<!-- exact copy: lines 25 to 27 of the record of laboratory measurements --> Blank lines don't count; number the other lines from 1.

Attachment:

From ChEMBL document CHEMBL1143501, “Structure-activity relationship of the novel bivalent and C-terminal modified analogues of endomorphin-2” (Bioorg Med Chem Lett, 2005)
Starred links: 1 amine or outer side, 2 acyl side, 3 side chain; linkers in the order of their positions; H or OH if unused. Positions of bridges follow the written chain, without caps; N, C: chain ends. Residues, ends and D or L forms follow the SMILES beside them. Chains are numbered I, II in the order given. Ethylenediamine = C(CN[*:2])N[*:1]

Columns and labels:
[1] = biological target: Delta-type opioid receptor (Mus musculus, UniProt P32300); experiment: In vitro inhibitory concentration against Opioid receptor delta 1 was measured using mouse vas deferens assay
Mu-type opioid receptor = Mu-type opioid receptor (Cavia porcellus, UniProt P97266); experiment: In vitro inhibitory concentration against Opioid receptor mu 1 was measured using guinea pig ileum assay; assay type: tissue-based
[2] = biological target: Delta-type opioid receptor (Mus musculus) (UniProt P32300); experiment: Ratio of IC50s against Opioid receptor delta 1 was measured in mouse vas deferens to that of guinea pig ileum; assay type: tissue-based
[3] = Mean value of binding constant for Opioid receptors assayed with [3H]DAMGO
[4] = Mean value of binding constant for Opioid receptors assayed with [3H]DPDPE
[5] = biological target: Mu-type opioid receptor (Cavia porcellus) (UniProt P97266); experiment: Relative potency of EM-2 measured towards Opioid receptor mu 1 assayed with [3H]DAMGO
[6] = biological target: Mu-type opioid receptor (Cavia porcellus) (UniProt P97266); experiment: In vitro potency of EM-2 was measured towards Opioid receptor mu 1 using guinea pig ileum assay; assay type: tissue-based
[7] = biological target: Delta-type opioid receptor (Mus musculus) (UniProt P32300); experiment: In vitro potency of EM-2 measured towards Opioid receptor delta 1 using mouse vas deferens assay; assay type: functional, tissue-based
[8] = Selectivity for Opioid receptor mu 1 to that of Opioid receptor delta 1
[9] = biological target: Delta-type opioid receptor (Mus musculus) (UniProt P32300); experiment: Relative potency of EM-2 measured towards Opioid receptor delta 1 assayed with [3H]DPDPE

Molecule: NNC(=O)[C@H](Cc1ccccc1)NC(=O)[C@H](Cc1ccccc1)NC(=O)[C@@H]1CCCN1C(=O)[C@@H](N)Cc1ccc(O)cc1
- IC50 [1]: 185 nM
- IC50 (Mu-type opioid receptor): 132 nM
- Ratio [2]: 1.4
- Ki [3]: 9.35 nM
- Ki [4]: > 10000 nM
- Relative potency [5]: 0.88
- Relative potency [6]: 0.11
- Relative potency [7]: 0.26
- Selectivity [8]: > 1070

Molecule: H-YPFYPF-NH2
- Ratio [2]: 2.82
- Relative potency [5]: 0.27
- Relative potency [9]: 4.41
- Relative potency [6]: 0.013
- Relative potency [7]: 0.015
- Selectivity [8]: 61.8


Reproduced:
- Ratio [2]: 2.82
- Relative potency [5]: 0.27
- Relative potency [9]: 4.41